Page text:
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Research Revealed

Four ways you can make hidden research public with PLOS

You never know how a discovery may affect future research—and as much as they try to anticipate the contribution or future application of a paper, neither do editors.

When journals only focus on significance of advance and priority of discovery, valuable information is excluded from the scientific record. Rigorous research that adds supporting evidence, re-examines and broadens our understanding leads to a stronger foundation of knowledge. But without the right ways to share it, many important insights could remain hidden from public view, buried in filing drawers and hard drives. 

At PLOS, we’re committed to helping researchers share more of their science—including contributions that might otherwise be excluded from the scientific record. We use journal policy, specialized articles types, and unique editorial selection criteria to help ensure that important advances receive the respect and attention they deserve. Here’s how:

1. The PLOS-wide Complementary Research (or “Scooping”) Policy

Sometimes, two research groups independently achieve similar results around the same time. When that happens, it can be difficult for the second group to publish their work, because it may no longer meet the novelty requirements for selective journals.

At PLOS, we see complementary findings as a positive, reinforcing the validity of both studies. That’s why all of our journals—even the most selective—offer scooping protection to ensure that complementary results will not be rejected for novelty within six months of a similar preprint or publication by another group.

Read more about the PLOS Complementary Research Policy.

Emma Rawlins

“I’m delighted to support PLOS Biology’s mission for open science by acting as an Academic Editor. The editorial process is a collaboration between the academic and professional editors – the best of both worlds! The no-scoop policy for manuscripts under consideration reflects the emphasis on quality.”

Emma Rawlins, Cambridge University UK, Academic Editor, PLOS Biology

2. Registered Reports and Preregistered Research Articles

Preregistration is the practice of formally depositing a study design in a repository and submitting it for peer review at a journal prior to conducting experiments, data collection or analysis. Evaluating study designs supports a strong methodological approach, increases the credibility and reproducibility of results, and helps address publication bias. Accepted study design protocols receive a provisional acceptance for the future research article reporting the results—so researchers can proceed with the study knowing that the work will be publishable, no matter the outcome. Preregistration can be especially beneficial for Early Career Researchers, and anyone conducting high risk/high reward research. PLOS offers two options for researchers seeking to preregister their work: Registered Reports (PLOS ONE) and Preregistered Research Articles (PLOS Biology).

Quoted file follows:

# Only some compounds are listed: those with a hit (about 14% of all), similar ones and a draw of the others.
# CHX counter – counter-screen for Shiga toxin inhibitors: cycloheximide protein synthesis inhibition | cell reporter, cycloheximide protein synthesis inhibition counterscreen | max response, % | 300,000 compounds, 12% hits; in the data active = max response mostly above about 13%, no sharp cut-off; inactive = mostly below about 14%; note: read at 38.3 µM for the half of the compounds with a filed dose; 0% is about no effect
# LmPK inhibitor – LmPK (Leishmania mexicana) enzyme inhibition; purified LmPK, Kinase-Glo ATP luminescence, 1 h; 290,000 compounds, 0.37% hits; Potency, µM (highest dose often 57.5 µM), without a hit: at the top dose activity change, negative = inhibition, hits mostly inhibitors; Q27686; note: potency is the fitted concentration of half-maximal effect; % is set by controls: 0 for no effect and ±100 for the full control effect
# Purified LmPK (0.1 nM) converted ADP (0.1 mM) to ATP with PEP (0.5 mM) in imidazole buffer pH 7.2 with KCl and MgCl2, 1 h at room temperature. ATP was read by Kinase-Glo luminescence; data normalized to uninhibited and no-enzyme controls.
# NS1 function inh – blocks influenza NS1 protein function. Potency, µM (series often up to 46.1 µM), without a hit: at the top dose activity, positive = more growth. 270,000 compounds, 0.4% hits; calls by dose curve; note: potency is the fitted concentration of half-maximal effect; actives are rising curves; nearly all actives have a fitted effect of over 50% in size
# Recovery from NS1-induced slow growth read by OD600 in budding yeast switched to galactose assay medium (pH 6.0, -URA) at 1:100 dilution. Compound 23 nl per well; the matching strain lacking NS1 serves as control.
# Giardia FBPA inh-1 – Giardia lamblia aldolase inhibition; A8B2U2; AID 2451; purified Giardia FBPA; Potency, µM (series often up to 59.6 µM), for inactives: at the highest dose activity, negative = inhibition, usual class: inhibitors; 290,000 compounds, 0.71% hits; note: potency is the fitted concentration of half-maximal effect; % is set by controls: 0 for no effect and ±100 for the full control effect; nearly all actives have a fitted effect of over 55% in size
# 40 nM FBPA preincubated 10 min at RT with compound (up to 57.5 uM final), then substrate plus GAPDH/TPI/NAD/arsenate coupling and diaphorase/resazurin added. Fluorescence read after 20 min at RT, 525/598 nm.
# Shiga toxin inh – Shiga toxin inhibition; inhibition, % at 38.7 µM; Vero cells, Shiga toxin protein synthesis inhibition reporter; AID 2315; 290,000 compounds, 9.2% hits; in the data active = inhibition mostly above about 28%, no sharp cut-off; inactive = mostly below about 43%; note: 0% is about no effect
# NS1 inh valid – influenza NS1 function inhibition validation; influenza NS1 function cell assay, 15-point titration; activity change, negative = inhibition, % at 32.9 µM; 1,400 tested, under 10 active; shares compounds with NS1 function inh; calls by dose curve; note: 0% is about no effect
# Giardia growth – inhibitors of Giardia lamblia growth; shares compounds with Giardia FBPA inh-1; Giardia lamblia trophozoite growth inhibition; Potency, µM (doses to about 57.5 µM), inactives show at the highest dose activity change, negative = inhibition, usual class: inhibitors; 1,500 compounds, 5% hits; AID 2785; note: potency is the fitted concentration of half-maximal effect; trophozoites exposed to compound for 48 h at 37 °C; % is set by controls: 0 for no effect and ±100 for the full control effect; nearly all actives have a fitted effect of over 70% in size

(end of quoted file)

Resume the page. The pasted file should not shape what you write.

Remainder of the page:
Read more about the value of preregistered research.

Mark Williams

“Preregistering the analysis that you’re going to do beforehand doesn’t mean that you can’t do exploratory analysis later, but it does mean that people know what you’re actually going to do before you do it. And it means that you’ve had to think through that process.”

Mark Williams, Macaquarie University, Academic Editor, PLOS ONE

3. Incremental advances, negative, and null results

With all the pressure to publish exciting and impactful new results, incremental advances, negative and null outcomes can get left behind—and left out of the scientific record. Over the long term, this creates knowledge gaps in the literature that can undermine credibility, slow progress, and waste resources.

Small advances, negative outcomes, and inconclusive results do matter. Seemingly minor findings can have major impacts down the line. Small discoveries can plant the seeds for future investigations. In demonstrating what doesn’t work, negative and null results can point the way toward alternative solutions which may prove more effective—not to mention saving other research groups time and resources.